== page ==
My first contact with Islamic art was in Dubai; a holiday destination I avoided, even though I didn’t know much about it. I expected vulgar excess, tasteless wealth, kitsch instead of luxury.
Prejudices, are an assured path to safety. What one knows to be “art” or “good taste” will remain unchallenged and approved if one sticks to the commonly accepted as such. Beethoven will always be Beethoven, and French cuisine will always be French cuisine.
What I did find was indeed a city boasting of its wealth, with its huge buildings, golden columns and sparkly chandeliers, but also a city of meditative, precise, colourful art.
In Islamic religion the representation of human beings is forbidden, so artists experimented with forms. They took geometry and brought patterns to new levels while creating an extremely subtle lacework called arabesque.
The detail and patience needed is simply astonishing. At first glance, it is not evident how these shapes are constructed, how this symmetry and repetition is achieved.
Underneath the vivid colours and beautiful ornaments lie circles and lines, drawn to absolute detail. Most Islamic ornament used principles of geometry and artists were trained to use a compass and ruler. A line drawn slightly left, could really destroy the whole symmetry of an artwork.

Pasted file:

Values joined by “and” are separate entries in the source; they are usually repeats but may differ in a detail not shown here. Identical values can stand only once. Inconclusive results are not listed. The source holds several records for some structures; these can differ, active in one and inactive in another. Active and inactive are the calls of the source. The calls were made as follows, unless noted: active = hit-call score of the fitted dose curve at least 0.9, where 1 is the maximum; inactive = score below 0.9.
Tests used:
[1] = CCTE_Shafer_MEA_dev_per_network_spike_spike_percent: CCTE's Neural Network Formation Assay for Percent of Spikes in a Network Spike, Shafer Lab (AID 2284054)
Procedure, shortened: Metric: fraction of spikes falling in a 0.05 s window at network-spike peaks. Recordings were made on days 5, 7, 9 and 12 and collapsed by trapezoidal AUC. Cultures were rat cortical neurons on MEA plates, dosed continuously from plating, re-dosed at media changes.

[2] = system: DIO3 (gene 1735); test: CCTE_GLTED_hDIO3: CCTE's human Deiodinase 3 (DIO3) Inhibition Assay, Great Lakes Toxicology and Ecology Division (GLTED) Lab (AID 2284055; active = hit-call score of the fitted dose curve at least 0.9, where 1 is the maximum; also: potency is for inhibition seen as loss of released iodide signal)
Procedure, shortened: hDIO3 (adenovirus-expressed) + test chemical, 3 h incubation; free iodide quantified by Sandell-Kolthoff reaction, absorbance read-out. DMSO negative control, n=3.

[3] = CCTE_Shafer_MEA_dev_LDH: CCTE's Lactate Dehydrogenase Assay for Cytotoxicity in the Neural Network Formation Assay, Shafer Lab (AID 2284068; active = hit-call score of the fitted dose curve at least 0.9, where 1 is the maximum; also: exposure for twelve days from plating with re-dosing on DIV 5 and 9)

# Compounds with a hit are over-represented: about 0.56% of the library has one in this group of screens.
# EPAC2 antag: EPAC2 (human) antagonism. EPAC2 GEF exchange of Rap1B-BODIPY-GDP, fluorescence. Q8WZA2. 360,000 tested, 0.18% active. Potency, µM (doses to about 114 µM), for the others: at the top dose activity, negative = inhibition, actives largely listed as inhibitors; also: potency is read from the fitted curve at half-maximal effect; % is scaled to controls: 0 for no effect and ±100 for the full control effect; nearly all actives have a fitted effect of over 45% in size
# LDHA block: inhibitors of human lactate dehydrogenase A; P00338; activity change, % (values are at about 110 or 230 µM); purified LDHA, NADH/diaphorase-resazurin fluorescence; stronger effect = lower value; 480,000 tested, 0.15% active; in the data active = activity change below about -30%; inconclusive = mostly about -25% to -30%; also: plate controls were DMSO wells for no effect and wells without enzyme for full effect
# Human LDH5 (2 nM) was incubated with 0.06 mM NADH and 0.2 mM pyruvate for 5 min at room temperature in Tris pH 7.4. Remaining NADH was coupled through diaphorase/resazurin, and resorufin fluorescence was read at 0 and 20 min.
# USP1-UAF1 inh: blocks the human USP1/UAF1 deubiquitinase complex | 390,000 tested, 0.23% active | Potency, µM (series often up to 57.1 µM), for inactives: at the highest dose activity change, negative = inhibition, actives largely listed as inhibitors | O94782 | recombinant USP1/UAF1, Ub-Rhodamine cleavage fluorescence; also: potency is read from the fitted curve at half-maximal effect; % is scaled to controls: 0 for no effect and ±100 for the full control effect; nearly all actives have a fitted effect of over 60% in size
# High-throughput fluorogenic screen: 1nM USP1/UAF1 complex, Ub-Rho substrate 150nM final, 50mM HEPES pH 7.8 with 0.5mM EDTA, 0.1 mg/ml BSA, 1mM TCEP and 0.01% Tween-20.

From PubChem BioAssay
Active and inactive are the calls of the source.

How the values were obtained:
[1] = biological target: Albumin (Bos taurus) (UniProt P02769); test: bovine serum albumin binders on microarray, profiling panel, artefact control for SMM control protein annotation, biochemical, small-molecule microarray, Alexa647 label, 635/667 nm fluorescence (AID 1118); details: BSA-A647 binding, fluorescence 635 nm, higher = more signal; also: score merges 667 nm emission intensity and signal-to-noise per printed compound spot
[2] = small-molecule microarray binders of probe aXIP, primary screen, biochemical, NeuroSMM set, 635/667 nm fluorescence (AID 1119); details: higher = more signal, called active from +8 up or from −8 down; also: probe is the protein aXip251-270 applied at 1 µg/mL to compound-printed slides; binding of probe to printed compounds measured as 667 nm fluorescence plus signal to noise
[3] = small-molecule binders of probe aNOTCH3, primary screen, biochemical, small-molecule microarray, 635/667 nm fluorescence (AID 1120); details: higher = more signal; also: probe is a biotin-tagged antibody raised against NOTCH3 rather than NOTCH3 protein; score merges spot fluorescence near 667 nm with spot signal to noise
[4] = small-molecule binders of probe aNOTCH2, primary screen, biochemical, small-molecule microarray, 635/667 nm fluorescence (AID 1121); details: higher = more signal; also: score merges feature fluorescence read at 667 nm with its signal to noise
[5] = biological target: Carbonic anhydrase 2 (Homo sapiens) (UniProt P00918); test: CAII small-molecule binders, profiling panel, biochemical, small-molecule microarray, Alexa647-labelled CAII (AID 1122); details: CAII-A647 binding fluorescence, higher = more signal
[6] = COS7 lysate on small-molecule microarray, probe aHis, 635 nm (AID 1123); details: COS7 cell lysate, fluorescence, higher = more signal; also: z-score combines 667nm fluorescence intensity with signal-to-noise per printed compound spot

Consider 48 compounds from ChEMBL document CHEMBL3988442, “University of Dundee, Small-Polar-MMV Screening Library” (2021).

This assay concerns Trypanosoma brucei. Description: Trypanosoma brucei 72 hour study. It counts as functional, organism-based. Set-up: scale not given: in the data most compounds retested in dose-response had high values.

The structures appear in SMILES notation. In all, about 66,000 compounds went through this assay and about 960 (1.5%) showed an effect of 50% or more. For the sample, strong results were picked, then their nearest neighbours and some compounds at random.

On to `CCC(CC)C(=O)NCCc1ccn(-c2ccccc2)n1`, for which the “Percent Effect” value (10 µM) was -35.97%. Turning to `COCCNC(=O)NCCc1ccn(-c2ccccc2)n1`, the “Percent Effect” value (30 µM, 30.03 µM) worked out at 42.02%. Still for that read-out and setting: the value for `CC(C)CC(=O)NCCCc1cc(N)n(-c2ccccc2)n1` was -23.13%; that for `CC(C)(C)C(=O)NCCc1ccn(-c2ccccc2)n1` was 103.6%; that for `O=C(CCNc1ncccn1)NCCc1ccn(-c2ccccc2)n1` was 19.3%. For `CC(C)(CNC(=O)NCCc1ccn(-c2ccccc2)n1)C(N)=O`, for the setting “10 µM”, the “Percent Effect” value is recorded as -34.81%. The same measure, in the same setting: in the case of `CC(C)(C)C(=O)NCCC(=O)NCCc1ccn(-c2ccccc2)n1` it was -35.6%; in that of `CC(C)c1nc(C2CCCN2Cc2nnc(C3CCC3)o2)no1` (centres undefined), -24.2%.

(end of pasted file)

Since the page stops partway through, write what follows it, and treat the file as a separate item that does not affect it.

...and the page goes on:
Here is a guide to help you learn how to draw a few basic patterns used in Islamic Art. Slowly, you will realise that in even the most elaborate designs the same shapes reappear in different combinations, and you might also get to create your very own pattern.
- First, draw a straight, horizontal line, at the centre of the paper.
- Make a circle, using a compass, near the centre of the line.
- Use the intersection of the line and the circle to draw two additional circles on each side.
- You can now notice a few more intersection points, two at the top and two at the bottom. Use these as the centre of four additional circles.
A few shapes are already easy to trace.
To create these pink pentagons I added a few more circles, connected points to draw triangles and opposite ends to draw parallel lines. Repeating these pentagons in different combinations can lead to additional patterns.
These patterns do not need to be used simply for decorative reasons. Contemporary artists use these patterns as an element in their artwork. I find Kay Kahraman’s work brilliant in combining different traditions and techniques to create her very own style.
Do you have a favourite Islamic artwork or artist using Islamic elements? Let me know!